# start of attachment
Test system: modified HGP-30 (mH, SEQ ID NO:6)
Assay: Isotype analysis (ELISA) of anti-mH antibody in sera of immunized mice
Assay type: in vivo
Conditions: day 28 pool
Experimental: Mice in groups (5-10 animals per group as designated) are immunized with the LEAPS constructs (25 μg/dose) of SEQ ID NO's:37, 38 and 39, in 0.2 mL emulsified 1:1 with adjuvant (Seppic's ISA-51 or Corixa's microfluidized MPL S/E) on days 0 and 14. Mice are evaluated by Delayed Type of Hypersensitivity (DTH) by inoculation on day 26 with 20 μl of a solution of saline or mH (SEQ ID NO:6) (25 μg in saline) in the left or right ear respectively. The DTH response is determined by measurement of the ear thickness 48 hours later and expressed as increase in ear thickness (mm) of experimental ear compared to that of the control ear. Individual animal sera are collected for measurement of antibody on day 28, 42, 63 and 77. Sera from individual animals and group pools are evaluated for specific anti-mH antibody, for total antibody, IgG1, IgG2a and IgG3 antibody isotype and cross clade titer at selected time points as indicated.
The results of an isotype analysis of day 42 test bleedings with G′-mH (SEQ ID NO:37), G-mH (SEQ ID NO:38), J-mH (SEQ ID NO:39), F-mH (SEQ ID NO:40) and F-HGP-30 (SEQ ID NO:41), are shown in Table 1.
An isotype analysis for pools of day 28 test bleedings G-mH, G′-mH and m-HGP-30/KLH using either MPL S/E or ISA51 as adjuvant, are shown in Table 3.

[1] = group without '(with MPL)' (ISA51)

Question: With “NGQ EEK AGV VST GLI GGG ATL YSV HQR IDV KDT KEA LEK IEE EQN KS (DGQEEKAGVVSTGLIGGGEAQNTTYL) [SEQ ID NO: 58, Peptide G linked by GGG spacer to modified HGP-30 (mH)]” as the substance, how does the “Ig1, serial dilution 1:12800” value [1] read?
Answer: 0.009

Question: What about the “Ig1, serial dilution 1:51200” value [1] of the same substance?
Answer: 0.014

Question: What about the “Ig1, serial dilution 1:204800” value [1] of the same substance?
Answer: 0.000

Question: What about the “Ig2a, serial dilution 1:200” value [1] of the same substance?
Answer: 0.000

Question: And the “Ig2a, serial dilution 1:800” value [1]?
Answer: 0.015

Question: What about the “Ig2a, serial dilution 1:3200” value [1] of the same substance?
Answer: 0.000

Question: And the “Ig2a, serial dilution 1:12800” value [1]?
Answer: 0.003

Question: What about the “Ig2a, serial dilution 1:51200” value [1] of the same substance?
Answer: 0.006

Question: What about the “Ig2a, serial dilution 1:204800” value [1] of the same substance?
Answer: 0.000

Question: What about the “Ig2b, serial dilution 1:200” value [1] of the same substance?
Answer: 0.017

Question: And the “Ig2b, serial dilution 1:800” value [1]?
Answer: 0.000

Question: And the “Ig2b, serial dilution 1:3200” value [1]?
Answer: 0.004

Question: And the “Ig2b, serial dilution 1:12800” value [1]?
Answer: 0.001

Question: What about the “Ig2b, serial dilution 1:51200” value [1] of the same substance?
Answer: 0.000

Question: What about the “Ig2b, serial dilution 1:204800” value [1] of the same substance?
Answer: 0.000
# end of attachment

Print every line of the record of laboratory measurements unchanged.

Test system: modified HGP-30 (mH, SEQ ID NO:6)
Assay: Isotype analysis (ELISA) of anti-mH antibody in sera of immunized mice
Assay type: in vivo
Conditions: day 28 pool
Experimental: Mice in groups (5-10 animals per group as designated) are immunized with the LEAPS constructs (25 μg/dose) of SEQ ID NO's:37, 38 and 39, in 0.2 mL emulsified 1:1 with adjuvant (Seppic's ISA-51 or Corixa's microfluidized MPL S/E) on days 0 and 14. Mice are evaluated by Delayed Type of Hypersensitivity (DTH) by inoculation on day 26 with 20 μl of a solution of saline or mH (SEQ ID NO:6) (25 μg in saline) in the left or right ear respectively. The DTH response is determined by measurement of the ear thickness 48 hours later and expressed as increase in ear thickness (mm) of experimental ear compared to that of the control ear. Individual animal sera are collected for measurement of antibody on day 28, 42, 63 and 77. Sera from individual animals and group pools are evaluated for specific anti-mH antibody, for total antibody, IgG1, IgG2a and IgG3 antibody isotype and cross clade titer at selected time points as indicated.
The results of an isotype analysis of day 42 test bleedings with G′-mH (SEQ ID NO:37), G-mH (SEQ ID NO:38), J-mH (SEQ ID NO:39), F-mH (SEQ ID NO:40) and F-HGP-30 (SEQ ID NO:41), are shown in Table 1.
An isotype analysis for pools of day 28 test bleedings G-mH, G′-mH and m-HGP-30/KLH using either MPL S/E or ISA51 as adjuvant, are shown in Table 3.

[1] = group without '(with MPL)' (ISA51)

Question: With “NGQ EEK AGV VST GLI GGG ATL YSV HQR IDV KDT KEA LEK IEE EQN KS (DGQEEKAGVVSTGLIGGGEAQNTTYL) [SEQ ID NO: 58, Peptide G linked by GGG spacer to modified HGP-30 (mH)]” as the substance, how does the “Ig1, serial dilution 1:12800” value [1] read?
Answer: 0.009

Question: What about the “Ig1, serial dilution 1:51200” value [1] of the same substance?
Answer: 0.014

Question: What about the “Ig1, serial dilution 1:204800” value [1] of the same substance?
Answer: 0.000

Question: What about the “Ig2a, serial dilution 1:200” value [1] of the same substance?
Answer: 0.000

Question: And the “Ig2a, serial dilution 1:800” value [1]?
Answer: 0.015

Question: What about the “Ig2a, serial dilution 1:3200” value [1] of the same substance?
Answer: 0.000

Question: And the “Ig2a, serial dilution 1:12800” value [1]?
Answer: 0.003

Question: What about the “Ig2a, serial dilution 1:51200” value [1] of the same substance?
Answer: 0.006

Question: What about the “Ig2a, serial dilution 1:204800” value [1] of the same substance?
Answer: 0.000

Question: What about the “Ig2b, serial dilution 1:200” value [1] of the same substance?
Answer: 0.017

Question: And the “Ig2b, serial dilution 1:800” value [1]?
Answer: 0.000

Question: And the “Ig2b, serial dilution 1:3200” value [1]?
Answer: 0.004

Question: And the “Ig2b, serial dilution 1:12800” value [1]?
Answer: 0.001

Question: What about the “Ig2b, serial dilution 1:51200” value [1] of the same substance?
Answer: 0.000

Question: What about the “Ig2b, serial dilution 1:204800” value [1] of the same substance?
Answer: 0.000